The death of Sir Stuart Bell is a "huge blow", Labour leader Ed Miliband has said.
The 74-year-old Labour MP, who represented Middlesbrough for nearly three decades, lost a short battle with pancreatic cancer earlier on Saturday, his family said.
"Sir Stuart's death will come as a huge blow to his family and many friends and colleagues," Mr Miliband said as MPs from all sides saluted his courtesy and kindness.
While never serving as a minister, Sir Stuart was the party's Northern Ireland spokesman during the 1980s and a parliamentary aide to then Labour deputy leader Roy Hattersley. Later in his career he was handed a powerful role on the Commons Commission - the body responsible for running the House - and was knighted in 2004 for "services to Parliament". He played a central role during one of Parliament's most difficult periods, as the long-running scandal of MPs' expenses abuses finally emerged in 2009.
Mr Miliband said: "He spent the long years of opposition fighting for the Labour Party to regain power and championed, throughout his life, the many causes that were close to his heart. He resigned from the opposition front bench to pursue his calls for justice for the children and families of the Cleveland child abuse scandal.
"He served the House of Commons and the Church of England as the Church Commissioner, a position he held for thirteen years and was a passionate campaigner on European issues. The son of a north east miner, Stuart was fiercely proud to represent Middlesbrough. Stuart was a dedicated family man and had a formidable partnership with his wife Margaret. All our thoughts are with her and his children."
After a grammar school education, Sir Stuart was briefly a colliery clerk and newspaper reporter before becoming a barrister. He was a member of Newcastle City Council until he won Middlesbrough in 1983. He went on to hold the seat through seven general elections. An ardent pro-European, in 2006 he was awarded the Legion d'Honneur by the French president for his contributions to Anglo-French relations.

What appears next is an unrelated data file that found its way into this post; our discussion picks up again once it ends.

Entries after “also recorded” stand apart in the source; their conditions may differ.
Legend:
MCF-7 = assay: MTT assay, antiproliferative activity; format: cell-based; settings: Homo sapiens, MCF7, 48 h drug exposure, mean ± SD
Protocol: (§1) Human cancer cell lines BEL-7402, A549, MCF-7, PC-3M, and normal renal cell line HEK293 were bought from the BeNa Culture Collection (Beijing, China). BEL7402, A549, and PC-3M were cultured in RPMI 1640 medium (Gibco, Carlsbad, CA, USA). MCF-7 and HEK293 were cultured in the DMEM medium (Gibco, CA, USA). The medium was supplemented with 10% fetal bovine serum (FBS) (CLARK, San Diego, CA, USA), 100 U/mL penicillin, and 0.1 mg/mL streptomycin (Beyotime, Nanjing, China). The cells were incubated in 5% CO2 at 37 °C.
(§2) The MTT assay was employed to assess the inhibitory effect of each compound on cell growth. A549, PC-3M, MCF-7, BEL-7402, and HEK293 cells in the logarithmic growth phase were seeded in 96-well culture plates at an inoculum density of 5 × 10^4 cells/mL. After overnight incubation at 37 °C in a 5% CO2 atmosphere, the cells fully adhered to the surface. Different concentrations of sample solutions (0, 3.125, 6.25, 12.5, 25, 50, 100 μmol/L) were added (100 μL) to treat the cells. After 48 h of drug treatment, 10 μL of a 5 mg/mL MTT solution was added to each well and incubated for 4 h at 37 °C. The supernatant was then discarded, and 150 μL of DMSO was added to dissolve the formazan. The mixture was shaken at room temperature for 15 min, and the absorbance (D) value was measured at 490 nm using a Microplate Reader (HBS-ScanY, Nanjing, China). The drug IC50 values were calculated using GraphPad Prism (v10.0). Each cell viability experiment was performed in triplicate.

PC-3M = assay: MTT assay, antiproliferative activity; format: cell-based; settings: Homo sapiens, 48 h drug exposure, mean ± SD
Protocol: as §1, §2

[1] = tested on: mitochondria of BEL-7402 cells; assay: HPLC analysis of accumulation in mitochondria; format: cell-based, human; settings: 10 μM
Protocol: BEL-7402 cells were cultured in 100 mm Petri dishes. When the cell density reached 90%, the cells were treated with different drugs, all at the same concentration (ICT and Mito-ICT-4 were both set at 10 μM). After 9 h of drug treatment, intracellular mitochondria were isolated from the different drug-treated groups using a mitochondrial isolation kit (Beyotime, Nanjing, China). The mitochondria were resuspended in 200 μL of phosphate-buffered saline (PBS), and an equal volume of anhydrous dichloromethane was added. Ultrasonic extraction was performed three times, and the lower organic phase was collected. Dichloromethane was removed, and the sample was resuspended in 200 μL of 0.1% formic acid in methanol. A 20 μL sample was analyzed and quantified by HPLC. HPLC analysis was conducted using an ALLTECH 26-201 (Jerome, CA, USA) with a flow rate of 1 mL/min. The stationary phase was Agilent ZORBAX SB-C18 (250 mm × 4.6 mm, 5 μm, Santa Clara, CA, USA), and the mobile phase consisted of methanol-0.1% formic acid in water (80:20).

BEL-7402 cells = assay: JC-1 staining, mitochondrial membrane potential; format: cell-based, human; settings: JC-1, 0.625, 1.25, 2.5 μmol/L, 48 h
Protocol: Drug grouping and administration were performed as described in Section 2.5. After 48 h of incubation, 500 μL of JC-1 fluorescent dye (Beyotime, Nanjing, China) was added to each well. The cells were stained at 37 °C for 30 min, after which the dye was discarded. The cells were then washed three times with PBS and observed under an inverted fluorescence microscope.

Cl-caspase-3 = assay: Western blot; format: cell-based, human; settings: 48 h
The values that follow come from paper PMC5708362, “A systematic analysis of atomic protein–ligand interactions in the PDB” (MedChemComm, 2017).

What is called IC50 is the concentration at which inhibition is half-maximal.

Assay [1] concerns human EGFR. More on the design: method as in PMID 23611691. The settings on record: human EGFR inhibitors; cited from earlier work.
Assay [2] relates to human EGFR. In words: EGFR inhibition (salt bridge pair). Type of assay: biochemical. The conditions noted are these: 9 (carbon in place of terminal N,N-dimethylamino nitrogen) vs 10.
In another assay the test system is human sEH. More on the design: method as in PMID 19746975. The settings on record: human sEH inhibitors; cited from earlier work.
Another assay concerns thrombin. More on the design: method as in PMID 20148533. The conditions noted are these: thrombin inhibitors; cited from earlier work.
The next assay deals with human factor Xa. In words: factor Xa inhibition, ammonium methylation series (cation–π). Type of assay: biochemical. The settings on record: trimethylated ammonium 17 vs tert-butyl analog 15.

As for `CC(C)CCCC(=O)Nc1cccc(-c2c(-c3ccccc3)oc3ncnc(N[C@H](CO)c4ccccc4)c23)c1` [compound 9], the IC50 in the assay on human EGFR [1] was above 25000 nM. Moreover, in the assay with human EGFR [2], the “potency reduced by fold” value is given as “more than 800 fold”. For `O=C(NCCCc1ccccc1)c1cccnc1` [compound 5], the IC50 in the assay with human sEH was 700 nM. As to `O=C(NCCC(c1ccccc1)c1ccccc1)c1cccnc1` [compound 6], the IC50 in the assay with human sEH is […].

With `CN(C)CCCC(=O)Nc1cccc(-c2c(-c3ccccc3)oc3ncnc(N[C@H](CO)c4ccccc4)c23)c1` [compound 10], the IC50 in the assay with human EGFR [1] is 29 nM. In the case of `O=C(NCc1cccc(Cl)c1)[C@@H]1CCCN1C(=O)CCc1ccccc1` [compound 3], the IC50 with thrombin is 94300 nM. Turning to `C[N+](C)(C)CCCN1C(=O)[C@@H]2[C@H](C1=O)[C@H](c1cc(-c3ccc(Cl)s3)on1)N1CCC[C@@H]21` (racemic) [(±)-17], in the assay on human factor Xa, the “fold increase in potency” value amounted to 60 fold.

Labour former Europe minister Chris Bryant paid tribute to the "ardent and intelligent pro-European Labour MP" as parliamentary colleagues began to register their sorrow at his death via Twitter. Ian Swales, the Liberal Democrat MP for neighbouring Redcar, wrote: "Very sad to hear of the death of Stuart Bell MP. Always a total gentleman to me."
Former prime minister Gordon Brown said: "Sir Stuart Bell combined great expertise with sound judgment. He will be remembered for his commitment to Middlesbrough as a constituency MP and for his great enthusiasm for social justice, Europe and the best relations between church and state, where his contribution will never be forgotten. My thoughts are with Stuart's family."
Prime Minister David Cameron said Sir Stuart was "one of Parliament's great characters". Mr Cameron said: "Throughout his three decades in the House of Commons, he always stood up for those issues he cared most deeply about. A firm advocate of church matters as Second Church Estates Commissioner for 13 years, and a member of the House of Commons Commission over a very challenging decade, he will be remembered for his kindness and his courtesy towards Parliamentary colleagues."